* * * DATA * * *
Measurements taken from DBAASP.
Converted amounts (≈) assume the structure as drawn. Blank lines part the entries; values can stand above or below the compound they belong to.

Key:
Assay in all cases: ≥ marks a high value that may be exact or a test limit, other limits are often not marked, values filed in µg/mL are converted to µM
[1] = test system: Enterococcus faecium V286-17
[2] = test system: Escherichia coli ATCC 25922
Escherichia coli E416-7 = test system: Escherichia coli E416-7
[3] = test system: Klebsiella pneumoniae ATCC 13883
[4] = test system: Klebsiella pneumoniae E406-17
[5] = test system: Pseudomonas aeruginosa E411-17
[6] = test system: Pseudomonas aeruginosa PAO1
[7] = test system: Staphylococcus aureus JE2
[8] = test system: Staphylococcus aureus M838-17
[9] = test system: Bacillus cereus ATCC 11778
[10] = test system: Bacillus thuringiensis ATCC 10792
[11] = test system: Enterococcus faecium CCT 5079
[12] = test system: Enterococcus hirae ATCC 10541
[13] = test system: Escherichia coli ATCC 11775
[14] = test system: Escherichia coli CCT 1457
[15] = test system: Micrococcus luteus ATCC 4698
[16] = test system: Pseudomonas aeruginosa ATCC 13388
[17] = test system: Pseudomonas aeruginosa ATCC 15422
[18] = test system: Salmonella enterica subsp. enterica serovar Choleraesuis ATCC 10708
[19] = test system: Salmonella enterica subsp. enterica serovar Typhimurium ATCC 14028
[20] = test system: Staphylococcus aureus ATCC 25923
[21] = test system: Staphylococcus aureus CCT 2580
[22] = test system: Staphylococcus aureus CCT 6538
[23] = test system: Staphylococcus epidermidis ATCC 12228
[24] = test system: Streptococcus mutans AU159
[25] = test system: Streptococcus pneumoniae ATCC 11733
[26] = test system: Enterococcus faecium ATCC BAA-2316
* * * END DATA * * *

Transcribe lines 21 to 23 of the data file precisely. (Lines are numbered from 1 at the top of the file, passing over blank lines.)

[16] = test system: Pseudomonas aeruginosa ATCC 13388
[17] = test system: Pseudomonas aeruginosa ATCC 15422
[18] = test system: Salmonella enterica subsp. enterica serovar Choleraesuis ATCC 10708